Is your ESG report going the extra mile?

by Sep 14, 2022

Shelton Stat of the Week

35% of the people who can name a brand they’ve chosen because of a company’s environmental or social record say they’ve read a company’s sustainability report.
Good Company, January 2021

​It’s that time of year again. The months (years?) of planning, research, meetings and analyses have culminated in comprehensive ESG data, forward-looking goals and a strategy to achieve those goals. It’s time to put together your company’s report. But is a single report the best way to represent all that work?

While we can’t wait to dig into every new report published (we are ESG marketing specialists, after all), we realize not every audience shares our excitement to read a 100+-page ESG report line by line. But that report took a great deal of effort and is filled with information that needs to be shared. So, how can you make sure your target audiences are absorbing the right information?

In other words, how can you make your report work for you by ensuring your customers understand your company’s efforts for people and the planet and what it means for them, that executives connect the dots between your ESG actions and positive business impact, that employees feel proud to work for a company that cares, and that your sales team has the tools to tell your story (all while making sure the necessary information is available for ratings and rankings agencies)?

Rather than only seeing the final deliverable, we see ESG reports as the Swiss Army knife of your company’s ESG communications strategy – a piece filled with content that can be pulled out and leveraged in places like social media, sales presentations and investor relations. It should lend itself to pushing out press releases about accomplishments and new programs, instead of simply the news that the report has been published.

Depending on audiences and objectives, your reporting package could include any combination of:

  • A single-page executive summary that provides an at-a-glance overview of your company’s goals, annual progress and forward-looking strategy
  • An 8–16-page highlights report featuring the year’s key accomplishments and surrounding details
  • Website content and 3-5 engaging social media posts that can stand on their own in delivering your company’s message as well as provide links to deeper information for interested parties
  • One or more presentations that can be used to educate internal audiences or by your sales team when giving a company overview to potential customers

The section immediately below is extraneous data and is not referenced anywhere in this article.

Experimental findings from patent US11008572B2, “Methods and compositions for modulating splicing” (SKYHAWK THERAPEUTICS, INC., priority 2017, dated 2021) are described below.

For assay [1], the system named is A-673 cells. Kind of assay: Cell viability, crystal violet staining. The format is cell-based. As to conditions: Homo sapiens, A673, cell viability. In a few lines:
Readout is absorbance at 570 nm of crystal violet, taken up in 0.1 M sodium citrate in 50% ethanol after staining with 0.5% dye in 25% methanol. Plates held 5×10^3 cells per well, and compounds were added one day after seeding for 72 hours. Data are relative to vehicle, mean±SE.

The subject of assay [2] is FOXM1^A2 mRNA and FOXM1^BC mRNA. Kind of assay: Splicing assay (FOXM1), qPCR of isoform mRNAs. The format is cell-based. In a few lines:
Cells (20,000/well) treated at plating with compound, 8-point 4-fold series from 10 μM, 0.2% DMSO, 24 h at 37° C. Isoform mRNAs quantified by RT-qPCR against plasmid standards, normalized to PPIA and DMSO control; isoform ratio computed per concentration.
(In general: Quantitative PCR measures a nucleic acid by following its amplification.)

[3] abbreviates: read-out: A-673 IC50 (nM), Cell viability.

• Infographics that make complicated information digestible
  • FAQ document/messaging playbook that internal partners can use when talking with other employees, customers, investors and the media about your company’s ESG strategy and progress
  • Data tables aligned with the frameworks your company has chosen to report to, such as SASB, GRI, TCFD and the UN Sustainable Development Goals

Finally, the reporting landscape is always changing and target audiences are evolving. What met your audiences’ needs last year might not this year, so be ready to pivot and add a new component, or take a different approach to or eliminate one that wasn’t as valuable as you expected.

Stay tuned for future blog posts as we review the reporting landscape and tackle how the reporting landscape will affect your company’s ESG reporting and storytelling efforts in the future.

News of the Week
City of Austin improves resilience and community health through landscape development in parks and green spaces
Lowering the barriers to ESG reporting

Data takes time. One way to get more out of your ESG reports is by saving time on the front end by integrating ESG-focused measurement tools. This Eco-Business article details general systems that will save companies time and money as they work to develop benchmarks and lines of site throughout their supply chains.

Read more…

We have the solutions to give everyone access to cooling, but we need to act now
Beyond ESG reporting disconnects between issuers and institutional investors
IR Magazine

As ESG is becoming more widely known, it needs to be easier to understand. This IR Magazine article provides recommendations for how to structure ESG reporting to better address communication problems and make sure people can find important information.

Read more…

Shoptivism: Why Consumers (& Job Seekers) Opt In & Out of Today’s Brands

Sustainability is now mainstream and it’s affecting purchase behavior.

Every year we ask Americans if they’ve ever intentionally purchased or not purchased a product or service based on the social or environmental record of the manufacturer. We then ask everyone who says “yes” to name the brand. Those who say “yes” and can give an example of a brand unaided? We call them shoptivists.

But who are these “shoptivists?”

Our latest report answers this question with three distinct consumer profiles, including details on their mental models, their shopping patterns, the messages that resonate, and where to find them.

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About the Author

Jen Staudinger

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